San Diego County Bar Tackles Lawyer Friend Requests and the Ex Parte Rule
[Post by Venkat Balasubramani]
The San Diego County Bar Association recently tackled the issue of whether a lawyer’s friend request to an employee of a party violates the rule barring ex-parte communications by a lawyer with a party whom the lawyer knows or should know is represented by counsel. You can access the opinion on Scribd here, and it’s worth a read.
The factual scenario involved a lawyer who represented a plaintiff against a company in a wrongful discharge lawsuit. The lawyer knows the defendant-employer is represented by counsel, but obtained a list of the defendant’s current employees. The client provides the list, identifying which of those employees may be disgruntled and therefore likely to provide dirt on the defendant-employer. The lawyer then sends Facebook friend requests to these individuals.
The opinion looks to California Rule 2-100, which provides that:
While representing a client, a [lawyer] shall not communicate directly or indirectly about the subject of the representation with a party the [lawyer] knows to be represented by another lawyer . . . unless [the other lawyer first consents].
The opinion first tackles the issue of whether the employees are “parties” for purposes of the rule. If they exercise discretion and determine the employer’s policy, they may be treated as part of the represented corporate-party for purposes of this rule. Consequently, the opinion advises that the lawyer should first check with his or her client as to what role the employees play in the organization before treating the employees as unrepresented parties. Assuming they are policy-making employees and therefore “represented,” the opinion looks to whether the lawyer’s friend request constitutes a communication “about the subject of the representation.” The opinion parses the language of the friend request and the fact that it’s initiated by the lawyer but transmitted by Facebook, and concludes that the friend request would violate the rule against ex parte contact:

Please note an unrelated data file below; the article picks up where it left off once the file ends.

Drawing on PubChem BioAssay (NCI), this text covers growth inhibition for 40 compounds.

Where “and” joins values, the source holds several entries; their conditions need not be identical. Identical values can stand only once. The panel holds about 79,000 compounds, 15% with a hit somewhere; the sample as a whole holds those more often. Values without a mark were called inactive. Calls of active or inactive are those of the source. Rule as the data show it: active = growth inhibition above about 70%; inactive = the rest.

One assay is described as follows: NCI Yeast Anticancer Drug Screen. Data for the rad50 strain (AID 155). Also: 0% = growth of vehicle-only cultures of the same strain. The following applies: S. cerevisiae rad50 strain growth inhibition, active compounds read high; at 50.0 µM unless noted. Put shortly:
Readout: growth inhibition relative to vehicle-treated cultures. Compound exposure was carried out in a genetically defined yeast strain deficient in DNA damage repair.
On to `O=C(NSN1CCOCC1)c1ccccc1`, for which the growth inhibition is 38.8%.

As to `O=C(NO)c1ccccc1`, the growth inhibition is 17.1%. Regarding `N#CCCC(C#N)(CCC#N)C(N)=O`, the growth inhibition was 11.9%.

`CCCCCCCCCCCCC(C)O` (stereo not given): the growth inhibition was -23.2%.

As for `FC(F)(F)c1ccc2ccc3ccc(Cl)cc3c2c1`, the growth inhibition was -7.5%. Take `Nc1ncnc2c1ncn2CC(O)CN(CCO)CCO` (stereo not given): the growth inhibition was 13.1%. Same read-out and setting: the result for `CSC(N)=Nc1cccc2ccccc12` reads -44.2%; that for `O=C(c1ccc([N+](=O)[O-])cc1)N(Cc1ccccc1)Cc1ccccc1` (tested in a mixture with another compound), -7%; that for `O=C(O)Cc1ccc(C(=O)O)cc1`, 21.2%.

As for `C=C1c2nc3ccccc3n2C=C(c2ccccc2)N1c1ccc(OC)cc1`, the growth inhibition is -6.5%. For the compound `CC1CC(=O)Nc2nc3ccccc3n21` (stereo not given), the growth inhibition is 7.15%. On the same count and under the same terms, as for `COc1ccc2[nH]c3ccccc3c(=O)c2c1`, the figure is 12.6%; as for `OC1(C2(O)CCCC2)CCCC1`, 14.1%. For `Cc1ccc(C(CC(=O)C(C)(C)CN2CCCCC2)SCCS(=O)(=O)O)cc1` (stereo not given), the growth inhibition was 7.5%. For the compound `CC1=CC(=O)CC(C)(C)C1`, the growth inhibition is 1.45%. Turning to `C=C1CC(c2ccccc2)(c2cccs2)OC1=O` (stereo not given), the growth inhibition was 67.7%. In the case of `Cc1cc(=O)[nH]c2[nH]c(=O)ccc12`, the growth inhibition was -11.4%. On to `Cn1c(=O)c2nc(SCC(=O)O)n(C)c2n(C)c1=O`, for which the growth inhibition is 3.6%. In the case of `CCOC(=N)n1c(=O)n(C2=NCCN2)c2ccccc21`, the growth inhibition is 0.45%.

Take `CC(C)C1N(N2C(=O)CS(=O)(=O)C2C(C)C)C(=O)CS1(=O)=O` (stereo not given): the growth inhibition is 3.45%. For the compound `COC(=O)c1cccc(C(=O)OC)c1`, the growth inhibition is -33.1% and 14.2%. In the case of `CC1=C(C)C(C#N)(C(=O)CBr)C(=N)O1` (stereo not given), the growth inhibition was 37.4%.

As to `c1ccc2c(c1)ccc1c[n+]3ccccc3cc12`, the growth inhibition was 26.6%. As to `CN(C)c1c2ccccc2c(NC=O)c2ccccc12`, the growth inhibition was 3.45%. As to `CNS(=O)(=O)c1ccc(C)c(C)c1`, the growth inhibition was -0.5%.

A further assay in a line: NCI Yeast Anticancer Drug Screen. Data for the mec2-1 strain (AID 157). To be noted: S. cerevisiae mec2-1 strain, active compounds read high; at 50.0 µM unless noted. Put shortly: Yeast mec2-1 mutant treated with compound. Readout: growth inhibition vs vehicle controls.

[i]f the communication to the represented party is motivated by the quest for information about the subject of the representation, the communication . . . is about the subject matter of that representation. . . .
This becomes clearer when the request to friend . . . is transferred from the virtual world to the real world. Imagine that instead of making a friend request by computer, opposing counsel instead says to a represented party in person and outside of the presence of his attorney: “Please give me access to your Facebook page so I can learn more about you.” That statement on its face is no more “about the subject of the representation” than the robo-message generated by Facebook. That what the attorney is hoping the other person will say in response to that facially innocuous prompt is “Yes, you may have access to my Facebook page. Welcome to my world. These are my interests my likes and dislikes, and this is what I have been doing and thinking recently.
The opinion also addresses a few objections: